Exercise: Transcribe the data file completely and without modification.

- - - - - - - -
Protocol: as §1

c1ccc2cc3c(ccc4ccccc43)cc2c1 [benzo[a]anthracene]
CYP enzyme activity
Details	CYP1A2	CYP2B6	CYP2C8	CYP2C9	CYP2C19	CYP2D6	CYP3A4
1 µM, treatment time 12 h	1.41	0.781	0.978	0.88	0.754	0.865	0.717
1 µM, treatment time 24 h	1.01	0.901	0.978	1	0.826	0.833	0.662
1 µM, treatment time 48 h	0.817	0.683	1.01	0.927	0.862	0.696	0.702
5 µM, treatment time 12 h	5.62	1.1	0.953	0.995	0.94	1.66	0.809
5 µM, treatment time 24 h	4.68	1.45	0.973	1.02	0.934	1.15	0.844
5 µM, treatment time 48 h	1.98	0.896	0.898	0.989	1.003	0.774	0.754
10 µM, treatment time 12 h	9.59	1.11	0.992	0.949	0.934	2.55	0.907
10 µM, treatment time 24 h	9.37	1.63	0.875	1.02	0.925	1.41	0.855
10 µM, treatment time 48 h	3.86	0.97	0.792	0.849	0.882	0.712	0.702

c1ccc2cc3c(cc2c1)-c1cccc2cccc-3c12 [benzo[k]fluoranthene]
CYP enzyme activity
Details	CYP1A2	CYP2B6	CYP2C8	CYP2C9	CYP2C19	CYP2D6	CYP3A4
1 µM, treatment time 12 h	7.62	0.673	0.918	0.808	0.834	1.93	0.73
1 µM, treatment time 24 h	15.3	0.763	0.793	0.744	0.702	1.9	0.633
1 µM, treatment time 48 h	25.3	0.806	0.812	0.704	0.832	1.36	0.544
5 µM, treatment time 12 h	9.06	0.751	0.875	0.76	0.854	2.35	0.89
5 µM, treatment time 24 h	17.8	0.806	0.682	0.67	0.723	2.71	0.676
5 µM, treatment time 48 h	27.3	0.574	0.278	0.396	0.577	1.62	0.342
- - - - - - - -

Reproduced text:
Protocol: as §1

c1ccc2cc3c(ccc4ccccc43)cc2c1 [benzo[a]anthracene]
CYP enzyme activity
Details	CYP1A2	CYP2B6	CYP2C8	CYP2C9	CYP2C19	CYP2D6	CYP3A4
1 µM, treatment time 12 h	1.41	0.781	0.978	0.88	0.754	0.865	0.717
1 µM, treatment time 24 h	1.01	0.901	0.978	1	0.826	0.833	0.662
1 µM, treatment time 48 h	0.817	0.683	1.01	0.927	0.862	0.696	0.702
5 µM, treatment time 12 h	5.62	1.1	0.953	0.995	0.94	1.66	0.809
5 µM, treatment time 24 h	4.68	1.45	0.973	1.02	0.934	1.15	0.844
5 µM, treatment time 48 h	1.98	0.896	0.898	0.989	1.003	0.774	0.754
10 µM, treatment time 12 h	9.59	1.11	0.992	0.949	0.934	2.55	0.907
10 µM, treatment time 24 h	9.37	1.63	0.875	1.02	0.925	1.41	0.855
10 µM, treatment time 48 h	3.86	0.97	0.792	0.849	0.882	0.712	0.702

c1ccc2cc3c(cc2c1)-c1cccc2cccc-3c12 [benzo[k]fluoranthene]
CYP enzyme activity
Details	CYP1A2	CYP2B6	CYP2C8	CYP2C9	CYP2C19	CYP2D6	CYP3A4
1 µM, treatment time 12 h	7.62	0.673	0.918	0.808	0.834	1.93	0.73
1 µM, treatment time 24 h	15.3	0.763	0.793	0.744	0.702	1.9	0.633
1 µM, treatment time 48 h	25.3	0.806	0.812	0.704	0.832	1.36	0.544
5 µM, treatment time 12 h	9.06	0.751	0.875	0.76	0.854	2.35	0.89
5 µM, treatment time 24 h	17.8	0.806	0.682	0.67	0.723	2.71	0.676
5 µM, treatment time 48 h	27.3	0.574	0.278	0.396	0.577	1.62	0.342